Defense a consistent component of FSU softball’s success

Pitching and defense have long been the hallmarks of Florida State softball. While Kathryn Sandercock (128 strikeouts) and Danielle Watson (125 strikeouts) have each had dominant innings and outings, the defense behind them has often been the eraser — keeping runners off the base paths and scoreboard, liming ERAs and leading to wins.

The Seminoles (45-5) lead the nation with a .984 fielding percentage and have committed just 24 errors in 50 games. Opponents have more than double the number of errors (56).

“It’s been great,” said Josie Muffley, who has just three errors in 31 starts at shortstop. “Sydney Sherrill has always been making great plays. Devyn (Flaherty) is getting really consistent too at second base. Brooke (Blankenship), she has been playing great. … You never know when the next play will happen and the next amazing top 10 play here at FSU.”

The top-10 plays keep racking up for the Noles, so many that you could start referencing them and will soon realize a few that have slipped the mind. A couple of recent gems from the FSU-Oklahoma State series: Muffley’s snow-cone grab of a ricochet off Sandercock’s glove, left fielder Kaley Mudge’s diving grab as well as her throw home for an out at the plate and Sherrill’s snare of a grounder and dive to tag out the runner at third base.

What do wins look like? Plays like these that keep runners off base, get them out or keep them from going home. Sherrill has long been considered an All-American and among the nation’s best defensive players, but that reputation is FSU’s resume. Kalei Harding first showed off her arm as a freshman in 2021, and Mudge isn’t to be challenged either.

The Seminoles are 33-1 when not committing an error going into Wednesday’s final regular-season home game against Florida (7 p.m. on ESPNU). The Gators are fifth nationally with a .981 fielding percentage.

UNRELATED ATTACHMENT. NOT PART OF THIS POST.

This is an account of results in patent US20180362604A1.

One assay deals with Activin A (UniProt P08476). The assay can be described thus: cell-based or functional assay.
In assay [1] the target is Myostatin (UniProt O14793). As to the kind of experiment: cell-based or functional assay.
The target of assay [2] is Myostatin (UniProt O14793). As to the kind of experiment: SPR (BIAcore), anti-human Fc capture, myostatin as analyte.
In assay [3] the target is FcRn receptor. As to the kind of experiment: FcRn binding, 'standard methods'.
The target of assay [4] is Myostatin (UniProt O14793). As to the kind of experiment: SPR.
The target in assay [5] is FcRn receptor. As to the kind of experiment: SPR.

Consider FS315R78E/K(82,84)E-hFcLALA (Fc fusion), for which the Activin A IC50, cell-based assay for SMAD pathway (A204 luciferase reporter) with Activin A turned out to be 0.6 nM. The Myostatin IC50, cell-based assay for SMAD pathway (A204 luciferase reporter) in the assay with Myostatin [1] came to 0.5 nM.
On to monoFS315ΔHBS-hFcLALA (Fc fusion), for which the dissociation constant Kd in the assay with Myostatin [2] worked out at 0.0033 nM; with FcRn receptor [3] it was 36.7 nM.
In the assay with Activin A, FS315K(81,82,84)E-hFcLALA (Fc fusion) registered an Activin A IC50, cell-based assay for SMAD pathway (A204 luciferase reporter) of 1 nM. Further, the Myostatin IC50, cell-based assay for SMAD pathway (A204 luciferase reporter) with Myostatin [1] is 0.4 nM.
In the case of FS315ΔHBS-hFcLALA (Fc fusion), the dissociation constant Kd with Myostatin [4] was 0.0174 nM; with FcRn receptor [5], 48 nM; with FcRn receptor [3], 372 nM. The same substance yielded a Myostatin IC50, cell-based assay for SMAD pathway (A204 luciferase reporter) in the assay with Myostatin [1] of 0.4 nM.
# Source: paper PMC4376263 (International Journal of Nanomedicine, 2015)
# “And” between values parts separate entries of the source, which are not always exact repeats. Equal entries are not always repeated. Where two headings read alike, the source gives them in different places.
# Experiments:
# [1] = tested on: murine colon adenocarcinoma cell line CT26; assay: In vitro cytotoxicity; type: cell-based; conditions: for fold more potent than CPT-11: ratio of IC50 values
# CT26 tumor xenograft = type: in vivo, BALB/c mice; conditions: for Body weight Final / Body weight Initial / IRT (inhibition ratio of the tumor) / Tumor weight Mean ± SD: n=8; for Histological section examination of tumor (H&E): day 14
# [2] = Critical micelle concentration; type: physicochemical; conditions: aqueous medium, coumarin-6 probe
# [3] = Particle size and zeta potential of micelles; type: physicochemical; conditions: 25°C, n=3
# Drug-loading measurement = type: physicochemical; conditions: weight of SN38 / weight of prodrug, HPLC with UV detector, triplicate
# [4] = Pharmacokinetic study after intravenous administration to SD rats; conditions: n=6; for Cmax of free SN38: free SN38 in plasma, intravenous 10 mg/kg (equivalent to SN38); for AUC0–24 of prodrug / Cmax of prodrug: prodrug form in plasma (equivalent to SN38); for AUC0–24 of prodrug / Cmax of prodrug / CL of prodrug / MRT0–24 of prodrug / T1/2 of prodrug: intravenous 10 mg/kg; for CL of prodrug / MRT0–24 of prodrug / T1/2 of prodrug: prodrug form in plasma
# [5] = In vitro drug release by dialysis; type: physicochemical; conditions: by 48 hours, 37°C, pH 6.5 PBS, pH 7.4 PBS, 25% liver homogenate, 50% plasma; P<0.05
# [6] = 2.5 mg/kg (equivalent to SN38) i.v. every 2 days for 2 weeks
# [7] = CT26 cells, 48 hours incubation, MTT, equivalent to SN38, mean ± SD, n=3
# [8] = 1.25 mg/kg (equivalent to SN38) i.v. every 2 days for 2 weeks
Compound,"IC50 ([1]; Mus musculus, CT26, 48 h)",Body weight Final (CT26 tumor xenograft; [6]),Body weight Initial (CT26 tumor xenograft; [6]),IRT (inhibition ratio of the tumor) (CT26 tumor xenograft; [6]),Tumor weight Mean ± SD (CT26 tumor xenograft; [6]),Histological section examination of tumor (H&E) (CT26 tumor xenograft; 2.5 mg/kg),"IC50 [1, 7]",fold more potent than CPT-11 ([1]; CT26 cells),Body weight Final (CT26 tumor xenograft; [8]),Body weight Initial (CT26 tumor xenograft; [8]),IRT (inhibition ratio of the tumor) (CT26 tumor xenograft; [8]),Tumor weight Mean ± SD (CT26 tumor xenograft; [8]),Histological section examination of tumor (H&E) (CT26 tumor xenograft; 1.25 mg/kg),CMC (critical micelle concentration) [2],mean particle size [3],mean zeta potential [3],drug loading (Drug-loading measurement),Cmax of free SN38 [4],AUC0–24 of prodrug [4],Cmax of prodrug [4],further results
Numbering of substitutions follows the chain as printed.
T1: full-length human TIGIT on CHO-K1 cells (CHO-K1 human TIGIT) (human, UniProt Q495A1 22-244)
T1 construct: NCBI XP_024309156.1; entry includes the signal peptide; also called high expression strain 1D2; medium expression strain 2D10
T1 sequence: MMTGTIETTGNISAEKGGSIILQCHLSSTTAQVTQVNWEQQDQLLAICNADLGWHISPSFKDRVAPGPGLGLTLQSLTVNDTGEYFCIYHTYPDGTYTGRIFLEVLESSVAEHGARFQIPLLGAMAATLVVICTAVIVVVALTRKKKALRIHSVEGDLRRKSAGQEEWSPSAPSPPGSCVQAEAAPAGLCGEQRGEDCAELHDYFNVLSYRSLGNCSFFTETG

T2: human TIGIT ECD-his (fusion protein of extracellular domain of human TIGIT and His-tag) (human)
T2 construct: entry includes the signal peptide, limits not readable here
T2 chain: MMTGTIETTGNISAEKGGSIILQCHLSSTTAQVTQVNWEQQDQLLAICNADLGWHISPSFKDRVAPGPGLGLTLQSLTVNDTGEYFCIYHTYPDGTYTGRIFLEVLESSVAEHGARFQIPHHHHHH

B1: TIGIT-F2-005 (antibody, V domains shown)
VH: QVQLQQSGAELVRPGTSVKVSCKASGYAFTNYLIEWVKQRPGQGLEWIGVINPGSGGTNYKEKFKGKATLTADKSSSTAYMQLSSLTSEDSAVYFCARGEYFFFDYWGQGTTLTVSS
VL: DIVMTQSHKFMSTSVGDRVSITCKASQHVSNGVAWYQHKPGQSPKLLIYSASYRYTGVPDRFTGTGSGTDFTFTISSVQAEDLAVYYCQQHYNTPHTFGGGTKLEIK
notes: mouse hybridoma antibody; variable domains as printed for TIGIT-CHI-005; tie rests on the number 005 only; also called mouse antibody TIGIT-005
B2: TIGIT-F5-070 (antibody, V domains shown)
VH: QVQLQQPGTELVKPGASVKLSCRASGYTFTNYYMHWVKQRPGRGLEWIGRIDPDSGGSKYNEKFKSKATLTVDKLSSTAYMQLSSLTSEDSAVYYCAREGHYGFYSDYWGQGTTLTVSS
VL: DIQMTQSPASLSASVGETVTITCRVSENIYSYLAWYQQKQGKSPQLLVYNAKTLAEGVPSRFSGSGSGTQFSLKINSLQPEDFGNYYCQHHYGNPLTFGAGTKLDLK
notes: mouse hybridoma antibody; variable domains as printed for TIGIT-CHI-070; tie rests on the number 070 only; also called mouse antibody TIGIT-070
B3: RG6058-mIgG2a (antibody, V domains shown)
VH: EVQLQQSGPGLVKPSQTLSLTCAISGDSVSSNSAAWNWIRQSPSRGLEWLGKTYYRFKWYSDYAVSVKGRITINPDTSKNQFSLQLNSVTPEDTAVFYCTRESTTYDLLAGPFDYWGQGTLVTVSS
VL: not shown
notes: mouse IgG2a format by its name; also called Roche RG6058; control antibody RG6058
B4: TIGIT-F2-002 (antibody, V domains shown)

FSU coach Lonni Alameda points to veterans across the diamond as well as some newcomers who have stepped into considerable roles. Among them is catcher Michaela Edenfield, who is well known for leading the team with 16 home runs and 48 RBI but it can’t be overlooked how she has played defensively with just two errors while starting every game.

“Really proud,” Alameda said. “Everyone said, ‘Oh, gosh, Anna (Shelnutt) is gone. Someone new is coming in.’ Taking the responsibility of not only knowing your pitching staff but knowing how to receive. Receiving pitches is a high-level catching position. You’re talking rise balls and change-ups and drop balls. Our pitchers are not easy to catch. … Rookie behind the plate, someone that touches the ball every single pitch. It’s going to be a tough year. She’s exceeded expectations on the maturity side and the mental side.”

When asked if the defense exceeded her expectations, Alameda didn’t hesitate and clearly views it as a strength.

“I think as a coaching staff in the beginning, ‘Hey, we’re going to take our lumps, it’s going to be a tough season.’ And we’ve taken lumps. But the W’s have seemed to pile up for us and it’s been pretty awesome. Now they have confidence in what their abilities are.”

Postseason implications for FSU-UF winner

FSU is third in the NCAA’s RPI and goes into Wednesday’s game looking to sweep Florida (38-13) for the first time since 2006. The Seminoles won a 10-inning game in Gainesville on April 6, part of the team’s 16 wins over RPI top-25 teams (which leads the nation).

It would be wrong to put too much on one game, and this is likely a bigger opportunity for the Gators as the No. 9 team in the NCAA’s RPI. But it is a national broadcast and a rivalry game that will be watched closely.

“I think it would really solidify a top 8 seed,” Alameda said. “I think you want that national (seed). This is huge for Florida. I think they’re bubble talk of a national seed. This is just a big game that everyone gets together for because we want that opportunity to be hosting.”

Good dog

Muffley hit just .199 last season at FSU but has raised her average to .255 this spring and her on-base percentage is up to .369. She credits this to a renewed focus but also help from a friend, Ruger.

“Mental game is a huge part of softball,” Muffley said. “It’s a failure sport. Just sticking to my process. Coming here, late at night in the cages, hitting by myself. Even bringing my dog with me so he can chase down balls for me. He’s great. Sometimes he’s a little too aggressive. He’ll take off even before I hit the ball. I adopted him in October from Bainbridge, Ga. He’s kind of just my best friend. We go out running or we just come out and watch a baseball game. He’s on the poster (with the softball team). That’s my dog. That’s Ruger.”